In the years following the financial crisis, mortgage lenders turned their attention to the jumbo mortgage market as high-end clients proved to be a safe and profitable bet.
But now, recent trends taken a toll on the jumbo market, causing volume to fall 12% in the last year, according to a recent article in The Wall Street Journal. This outpaces the decline of the overall mortgage market by 5%.
Last year, there were $281 billion in jumbo originations – the WSJ said, citing data from Inside Mortgage Finance – down 27% from its 2016 post-crisis peak.
Why the downturn? Low refi volume, for one. Jumbo business includes a significant amount of refinance action because even a slight drop in rates can make a huge difference on a large payment.
On top of that, the WSJ said a slowing economy and new tax laws that reduce incentives for big home purchases are hurting the jumbo market.
And, home price appreciation is slowing, with the high end of the market taking the biggest hit. List prices for the most expensive third of homes rose just 6% in the last year, while the middle third rose 9% and the bottom third rose 16%, the WSJ said.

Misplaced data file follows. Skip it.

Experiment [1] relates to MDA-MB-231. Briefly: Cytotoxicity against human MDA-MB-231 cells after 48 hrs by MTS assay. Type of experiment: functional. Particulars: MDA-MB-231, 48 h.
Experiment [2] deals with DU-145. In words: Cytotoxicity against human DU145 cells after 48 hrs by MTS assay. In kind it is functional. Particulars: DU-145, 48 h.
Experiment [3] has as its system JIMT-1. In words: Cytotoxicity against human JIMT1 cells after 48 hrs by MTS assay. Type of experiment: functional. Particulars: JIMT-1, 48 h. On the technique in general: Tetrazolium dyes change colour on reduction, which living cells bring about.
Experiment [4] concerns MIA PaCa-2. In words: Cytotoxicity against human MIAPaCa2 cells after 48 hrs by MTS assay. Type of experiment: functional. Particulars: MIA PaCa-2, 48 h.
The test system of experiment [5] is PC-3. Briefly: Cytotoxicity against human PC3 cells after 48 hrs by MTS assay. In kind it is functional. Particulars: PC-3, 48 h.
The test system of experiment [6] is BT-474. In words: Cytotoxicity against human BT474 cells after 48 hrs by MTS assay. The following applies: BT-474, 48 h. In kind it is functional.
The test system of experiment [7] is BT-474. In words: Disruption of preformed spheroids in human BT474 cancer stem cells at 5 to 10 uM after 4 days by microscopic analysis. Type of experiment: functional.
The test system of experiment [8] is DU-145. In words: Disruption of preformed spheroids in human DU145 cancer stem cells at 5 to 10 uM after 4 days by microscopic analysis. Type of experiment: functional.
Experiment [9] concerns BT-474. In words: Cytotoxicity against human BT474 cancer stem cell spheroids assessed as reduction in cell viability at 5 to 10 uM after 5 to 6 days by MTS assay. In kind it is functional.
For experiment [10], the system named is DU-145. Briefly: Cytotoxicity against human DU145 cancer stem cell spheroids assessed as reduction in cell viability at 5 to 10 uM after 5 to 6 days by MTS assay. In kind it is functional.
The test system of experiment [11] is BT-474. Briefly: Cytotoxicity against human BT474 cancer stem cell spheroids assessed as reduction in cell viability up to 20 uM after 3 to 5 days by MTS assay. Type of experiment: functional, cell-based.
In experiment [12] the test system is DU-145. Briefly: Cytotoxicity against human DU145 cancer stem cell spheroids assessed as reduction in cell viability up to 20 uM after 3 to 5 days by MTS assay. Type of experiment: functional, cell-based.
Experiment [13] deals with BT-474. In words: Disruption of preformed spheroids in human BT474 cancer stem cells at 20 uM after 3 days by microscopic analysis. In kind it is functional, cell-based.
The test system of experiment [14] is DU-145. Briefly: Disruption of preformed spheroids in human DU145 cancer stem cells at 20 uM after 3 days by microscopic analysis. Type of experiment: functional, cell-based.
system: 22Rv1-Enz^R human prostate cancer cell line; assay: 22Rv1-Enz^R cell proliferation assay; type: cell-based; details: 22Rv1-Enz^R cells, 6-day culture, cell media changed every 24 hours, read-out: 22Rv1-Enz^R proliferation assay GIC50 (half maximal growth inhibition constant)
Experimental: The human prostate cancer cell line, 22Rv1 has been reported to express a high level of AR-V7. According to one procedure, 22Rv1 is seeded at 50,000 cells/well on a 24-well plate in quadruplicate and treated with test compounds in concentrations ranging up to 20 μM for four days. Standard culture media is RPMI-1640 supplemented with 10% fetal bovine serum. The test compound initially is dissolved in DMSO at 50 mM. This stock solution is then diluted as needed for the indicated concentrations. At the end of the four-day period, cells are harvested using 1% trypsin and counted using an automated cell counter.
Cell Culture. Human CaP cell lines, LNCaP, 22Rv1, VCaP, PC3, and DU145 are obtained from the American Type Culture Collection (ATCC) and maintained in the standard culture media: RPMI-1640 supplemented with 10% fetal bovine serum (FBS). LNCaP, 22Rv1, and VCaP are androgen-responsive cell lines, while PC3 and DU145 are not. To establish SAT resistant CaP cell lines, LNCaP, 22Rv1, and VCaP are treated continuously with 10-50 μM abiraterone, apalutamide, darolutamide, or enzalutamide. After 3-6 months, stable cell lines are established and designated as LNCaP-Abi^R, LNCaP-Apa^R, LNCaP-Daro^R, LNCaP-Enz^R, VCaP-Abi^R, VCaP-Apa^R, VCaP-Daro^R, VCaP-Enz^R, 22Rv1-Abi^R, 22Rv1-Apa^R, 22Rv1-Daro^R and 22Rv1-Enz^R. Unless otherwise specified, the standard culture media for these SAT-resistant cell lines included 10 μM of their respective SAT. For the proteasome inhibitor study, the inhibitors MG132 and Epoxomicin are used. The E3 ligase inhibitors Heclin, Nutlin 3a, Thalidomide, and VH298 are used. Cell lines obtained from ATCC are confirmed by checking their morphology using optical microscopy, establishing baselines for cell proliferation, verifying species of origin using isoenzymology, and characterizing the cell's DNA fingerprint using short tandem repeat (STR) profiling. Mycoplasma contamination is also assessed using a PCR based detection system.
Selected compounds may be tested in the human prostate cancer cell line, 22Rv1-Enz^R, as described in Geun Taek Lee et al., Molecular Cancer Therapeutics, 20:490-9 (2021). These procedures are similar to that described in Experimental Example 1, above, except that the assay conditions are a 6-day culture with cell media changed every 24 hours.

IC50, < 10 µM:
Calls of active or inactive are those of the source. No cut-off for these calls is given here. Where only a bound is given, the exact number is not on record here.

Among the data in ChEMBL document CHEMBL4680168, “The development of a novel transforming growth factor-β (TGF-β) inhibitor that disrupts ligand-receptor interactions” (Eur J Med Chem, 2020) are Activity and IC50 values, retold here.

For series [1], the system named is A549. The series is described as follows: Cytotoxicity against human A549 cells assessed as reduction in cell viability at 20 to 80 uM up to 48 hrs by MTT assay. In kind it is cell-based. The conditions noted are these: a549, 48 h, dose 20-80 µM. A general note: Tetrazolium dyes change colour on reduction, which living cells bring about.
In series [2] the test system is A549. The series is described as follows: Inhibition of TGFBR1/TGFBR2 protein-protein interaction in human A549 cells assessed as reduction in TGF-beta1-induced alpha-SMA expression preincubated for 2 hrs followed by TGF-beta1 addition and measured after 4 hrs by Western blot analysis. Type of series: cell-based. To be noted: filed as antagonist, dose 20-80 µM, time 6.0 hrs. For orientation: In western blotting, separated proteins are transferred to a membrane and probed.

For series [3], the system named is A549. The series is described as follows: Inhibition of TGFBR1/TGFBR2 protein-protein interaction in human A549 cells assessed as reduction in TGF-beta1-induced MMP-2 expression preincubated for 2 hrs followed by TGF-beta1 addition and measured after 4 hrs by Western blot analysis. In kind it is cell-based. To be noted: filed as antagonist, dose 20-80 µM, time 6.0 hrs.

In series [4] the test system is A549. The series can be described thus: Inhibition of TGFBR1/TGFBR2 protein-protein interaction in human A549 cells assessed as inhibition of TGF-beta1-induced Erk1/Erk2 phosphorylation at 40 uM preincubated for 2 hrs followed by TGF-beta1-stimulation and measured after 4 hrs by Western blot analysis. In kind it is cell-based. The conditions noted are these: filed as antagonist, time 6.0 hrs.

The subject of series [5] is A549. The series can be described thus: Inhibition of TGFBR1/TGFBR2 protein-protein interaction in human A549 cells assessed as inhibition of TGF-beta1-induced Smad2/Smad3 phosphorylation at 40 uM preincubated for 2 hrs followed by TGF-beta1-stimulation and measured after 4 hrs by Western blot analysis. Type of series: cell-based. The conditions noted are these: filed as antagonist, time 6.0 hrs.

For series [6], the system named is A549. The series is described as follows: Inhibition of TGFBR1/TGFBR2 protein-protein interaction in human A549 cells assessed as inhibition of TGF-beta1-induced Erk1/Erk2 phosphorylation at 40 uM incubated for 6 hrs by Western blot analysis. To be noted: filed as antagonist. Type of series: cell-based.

Hoping to get more out of their investment, some high-end homeowners are opting to stay put.
While the WSJ said Bank of America and Union Bank – which do substantial jumbo activity – are looking to focus more on smaller loans, most other lenders aren’t budging, sticking to their jumbo strategy despite the market’s backslide.
“Still, there are few signs banks are changing tack. If anything, industry watchers say, they are becoming more competitive,” the WSJ noted. “Banks tend to keep jumbo loans on their balance sheets rather than selling them to investors, which means they can offer lower rates without worrying about whether that will make the loans less attractive to investors.”